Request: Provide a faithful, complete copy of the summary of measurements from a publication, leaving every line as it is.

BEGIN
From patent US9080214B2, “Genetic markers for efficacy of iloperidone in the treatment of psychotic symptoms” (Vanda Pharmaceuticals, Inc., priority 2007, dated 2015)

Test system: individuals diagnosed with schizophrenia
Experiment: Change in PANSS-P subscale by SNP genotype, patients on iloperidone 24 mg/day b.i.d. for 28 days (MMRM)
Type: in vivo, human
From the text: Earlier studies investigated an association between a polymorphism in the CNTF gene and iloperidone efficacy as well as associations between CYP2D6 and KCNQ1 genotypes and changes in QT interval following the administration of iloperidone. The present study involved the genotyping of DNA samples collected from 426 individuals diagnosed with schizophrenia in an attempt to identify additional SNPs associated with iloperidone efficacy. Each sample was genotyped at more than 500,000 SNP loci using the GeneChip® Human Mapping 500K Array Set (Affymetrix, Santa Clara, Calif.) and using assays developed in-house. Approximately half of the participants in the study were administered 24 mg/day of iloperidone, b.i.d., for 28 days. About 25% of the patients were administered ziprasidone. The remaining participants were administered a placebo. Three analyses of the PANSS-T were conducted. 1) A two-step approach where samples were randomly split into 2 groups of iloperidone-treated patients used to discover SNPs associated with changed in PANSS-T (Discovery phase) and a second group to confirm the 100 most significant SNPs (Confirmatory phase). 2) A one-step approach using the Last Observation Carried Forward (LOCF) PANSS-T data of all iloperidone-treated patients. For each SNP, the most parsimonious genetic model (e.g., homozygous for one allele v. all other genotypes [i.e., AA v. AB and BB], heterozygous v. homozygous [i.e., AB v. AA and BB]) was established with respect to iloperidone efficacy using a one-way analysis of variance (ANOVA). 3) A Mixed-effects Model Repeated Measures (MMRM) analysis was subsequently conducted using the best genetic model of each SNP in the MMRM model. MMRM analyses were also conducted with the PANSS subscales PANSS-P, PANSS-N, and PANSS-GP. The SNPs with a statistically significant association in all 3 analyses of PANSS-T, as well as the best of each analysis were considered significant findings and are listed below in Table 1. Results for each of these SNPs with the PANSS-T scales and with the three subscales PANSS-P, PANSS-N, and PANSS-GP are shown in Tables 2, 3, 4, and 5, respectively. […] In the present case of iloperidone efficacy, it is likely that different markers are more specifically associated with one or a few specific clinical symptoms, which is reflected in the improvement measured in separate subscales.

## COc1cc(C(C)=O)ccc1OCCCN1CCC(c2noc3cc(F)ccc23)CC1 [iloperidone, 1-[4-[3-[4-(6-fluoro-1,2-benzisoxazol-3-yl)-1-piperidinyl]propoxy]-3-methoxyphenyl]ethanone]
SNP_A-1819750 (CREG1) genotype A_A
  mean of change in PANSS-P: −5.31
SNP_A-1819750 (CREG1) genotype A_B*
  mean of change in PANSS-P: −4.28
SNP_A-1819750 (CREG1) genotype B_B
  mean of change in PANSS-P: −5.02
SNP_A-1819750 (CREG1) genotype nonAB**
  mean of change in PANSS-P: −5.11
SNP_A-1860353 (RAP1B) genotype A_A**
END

From patent US9080214B2, “Genetic markers for efficacy of iloperidone in the treatment of psychotic symptoms” (Vanda Pharmaceuticals, Inc., priority 2007, dated 2015)

Test system: individuals diagnosed with schizophrenia
Experiment: Change in PANSS-P subscale by SNP genotype, patients on iloperidone 24 mg/day b.i.d. for 28 days (MMRM)
Type: in vivo, human
From the text: Earlier studies investigated an association between a polymorphism in the CNTF gene and iloperidone efficacy as well as associations between CYP2D6 and KCNQ1 genotypes and changes in QT interval following the administration of iloperidone. The present study involved the genotyping of DNA samples collected from 426 individuals diagnosed with schizophrenia in an attempt to identify additional SNPs associated with iloperidone efficacy. Each sample was genotyped at more than 500,000 SNP loci using the GeneChip® Human Mapping 500K Array Set (Affymetrix, Santa Clara, Calif.) and using assays developed in-house. Approximately half of the participants in the study were administered 24 mg/day of iloperidone, b.i.d., for 28 days. About 25% of the patients were administered ziprasidone. The remaining participants were administered a placebo. Three analyses of the PANSS-T were conducted. 1) A two-step approach where samples were randomly split into 2 groups of iloperidone-treated patients used to discover SNPs associated with changed in PANSS-T (Discovery phase) and a second group to confirm the 100 most significant SNPs (Confirmatory phase). 2) A one-step approach using the Last Observation Carried Forward (LOCF) PANSS-T data of all iloperidone-treated patients. For each SNP, the most parsimonious genetic model (e.g., homozygous for one allele v. all other genotypes [i.e., AA v. AB and BB], heterozygous v. homozygous [i.e., AB v. AA and BB]) was established with respect to iloperidone efficacy using a one-way analysis of variance (ANOVA). 3) A Mixed-effects Model Repeated Measures (MMRM) analysis was subsequently conducted using the best genetic model of each SNP in the MMRM model. MMRM analyses were also conducted with the PANSS subscales PANSS-P, PANSS-N, and PANSS-GP. The SNPs with a statistically significant association in all 3 analyses of PANSS-T, as well as the best of each analysis were considered significant findings and are listed below in Table 1. Results for each of these SNPs with the PANSS-T scales and with the three subscales PANSS-P, PANSS-N, and PANSS-GP are shown in Tables 2, 3, 4, and 5, respectively. […] In the present case of iloperidone efficacy, it is likely that different markers are more specifically associated with one or a few specific clinical symptoms, which is reflected in the improvement measured in separate subscales.

## COc1cc(C(C)=O)ccc1OCCCN1CCC(c2noc3cc(F)ccc23)CC1 [iloperidone, 1-[4-[3-[4-(6-fluoro-1,2-benzisoxazol-3-yl)-1-piperidinyl]propoxy]-3-methoxyphenyl]ethanone]
SNP_A-1819750 (CREG1) genotype A_A
  mean of change in PANSS-P: −5.31
SNP_A-1819750 (CREG1) genotype A_B*
  mean of change in PANSS-P: −4.28
SNP_A-1819750 (CREG1) genotype B_B
  mean of change in PANSS-P: −5.02
SNP_A-1819750 (CREG1) genotype nonAB**
  mean of change in PANSS-P: −5.11
SNP_A-1860353 (RAP1B) genotype A_A**